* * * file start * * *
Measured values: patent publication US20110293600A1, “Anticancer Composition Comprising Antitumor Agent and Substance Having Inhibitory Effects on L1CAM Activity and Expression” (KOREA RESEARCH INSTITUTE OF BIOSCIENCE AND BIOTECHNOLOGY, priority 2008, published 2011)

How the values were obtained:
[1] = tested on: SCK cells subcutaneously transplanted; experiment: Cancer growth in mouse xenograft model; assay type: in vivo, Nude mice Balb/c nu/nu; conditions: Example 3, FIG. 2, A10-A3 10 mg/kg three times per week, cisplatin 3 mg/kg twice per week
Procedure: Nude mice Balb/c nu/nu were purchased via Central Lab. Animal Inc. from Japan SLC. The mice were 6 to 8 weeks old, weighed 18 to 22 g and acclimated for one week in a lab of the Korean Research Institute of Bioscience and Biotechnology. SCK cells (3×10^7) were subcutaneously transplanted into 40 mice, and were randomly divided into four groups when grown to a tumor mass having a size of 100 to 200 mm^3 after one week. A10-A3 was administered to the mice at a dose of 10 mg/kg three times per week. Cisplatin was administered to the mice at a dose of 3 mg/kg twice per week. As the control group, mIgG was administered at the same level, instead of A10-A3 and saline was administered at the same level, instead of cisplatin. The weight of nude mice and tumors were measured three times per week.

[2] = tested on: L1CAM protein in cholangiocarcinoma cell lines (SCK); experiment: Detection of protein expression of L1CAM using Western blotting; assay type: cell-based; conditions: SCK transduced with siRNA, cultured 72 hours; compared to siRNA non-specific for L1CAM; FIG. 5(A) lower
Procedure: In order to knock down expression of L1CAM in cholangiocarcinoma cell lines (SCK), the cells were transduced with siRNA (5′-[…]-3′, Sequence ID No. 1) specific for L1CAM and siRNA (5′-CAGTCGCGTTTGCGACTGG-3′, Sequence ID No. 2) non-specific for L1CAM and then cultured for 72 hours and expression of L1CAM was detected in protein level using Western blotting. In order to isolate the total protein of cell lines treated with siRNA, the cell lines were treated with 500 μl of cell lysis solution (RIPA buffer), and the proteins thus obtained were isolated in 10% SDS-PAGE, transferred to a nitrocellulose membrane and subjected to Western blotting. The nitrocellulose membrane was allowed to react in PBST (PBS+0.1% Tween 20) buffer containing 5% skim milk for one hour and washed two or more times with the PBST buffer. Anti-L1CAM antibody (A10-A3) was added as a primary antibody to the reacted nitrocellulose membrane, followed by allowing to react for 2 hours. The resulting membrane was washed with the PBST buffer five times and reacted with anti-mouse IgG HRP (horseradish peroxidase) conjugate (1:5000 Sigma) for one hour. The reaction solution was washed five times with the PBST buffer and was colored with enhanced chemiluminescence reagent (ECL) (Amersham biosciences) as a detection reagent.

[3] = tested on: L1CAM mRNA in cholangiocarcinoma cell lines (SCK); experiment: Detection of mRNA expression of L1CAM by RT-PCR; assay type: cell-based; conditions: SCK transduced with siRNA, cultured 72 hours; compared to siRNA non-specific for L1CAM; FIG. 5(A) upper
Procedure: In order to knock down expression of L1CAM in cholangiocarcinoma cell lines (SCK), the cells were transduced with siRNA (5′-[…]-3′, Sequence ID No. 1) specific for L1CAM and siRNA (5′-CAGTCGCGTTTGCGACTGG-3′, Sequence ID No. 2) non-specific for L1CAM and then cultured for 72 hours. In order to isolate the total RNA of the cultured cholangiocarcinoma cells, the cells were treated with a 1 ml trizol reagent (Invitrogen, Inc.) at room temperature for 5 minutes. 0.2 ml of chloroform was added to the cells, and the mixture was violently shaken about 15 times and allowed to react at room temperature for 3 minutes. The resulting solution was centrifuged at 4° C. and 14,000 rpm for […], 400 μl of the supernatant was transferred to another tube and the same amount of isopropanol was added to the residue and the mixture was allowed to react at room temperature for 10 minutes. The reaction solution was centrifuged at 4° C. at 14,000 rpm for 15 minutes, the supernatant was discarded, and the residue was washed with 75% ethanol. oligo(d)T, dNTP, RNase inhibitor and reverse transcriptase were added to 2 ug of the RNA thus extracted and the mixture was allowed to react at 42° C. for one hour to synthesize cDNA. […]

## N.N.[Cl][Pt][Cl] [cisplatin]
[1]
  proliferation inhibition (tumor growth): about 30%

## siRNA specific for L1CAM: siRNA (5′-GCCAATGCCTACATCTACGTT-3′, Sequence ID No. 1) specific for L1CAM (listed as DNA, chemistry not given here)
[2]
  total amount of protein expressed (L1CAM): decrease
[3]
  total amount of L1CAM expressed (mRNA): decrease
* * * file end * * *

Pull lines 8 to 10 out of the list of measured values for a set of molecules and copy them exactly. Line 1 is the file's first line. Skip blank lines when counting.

Procedure: In order to knock down expression of L1CAM in cholangiocarcinoma cell lines (SCK), the cells were transduced with siRNA (5′-[…]-3′, Sequence ID No. 1) specific for L1CAM and siRNA (5′-CAGTCGCGTTTGCGACTGG-3′, Sequence ID No. 2) non-specific for L1CAM and then cultured for 72 hours. In order to isolate the total RNA of the cultured cholangiocarcinoma cells, the cells were treated with a 1 ml trizol reagent (Invitrogen, Inc.) at room temperature for 5 minutes. 0.2 ml of chloroform was added to the cells, and the mixture was violently shaken about 15 times and allowed to react at room temperature for 3 minutes. The resulting solution was centrifuged at 4° C. and 14,000 rpm for […], 400 μl of the supernatant was transferred to another tube and the same amount of isopropanol was added to the residue and the mixture was allowed to react at room temperature for 10 minutes. The reaction solution was centrifuged at 4° C. at 14,000 rpm for 15 minutes, the supernatant was discarded, and the residue was washed with 75% ethanol. oligo(d)T, dNTP, RNase inhibitor and reverse transcriptase were added to 2 ug of the RNA thus extracted and the mixture was allowed to react at 42° C. for one hour to synthesize cDNA. […]

## N.N.[Cl][Pt][Cl] [cisplatin]
[1]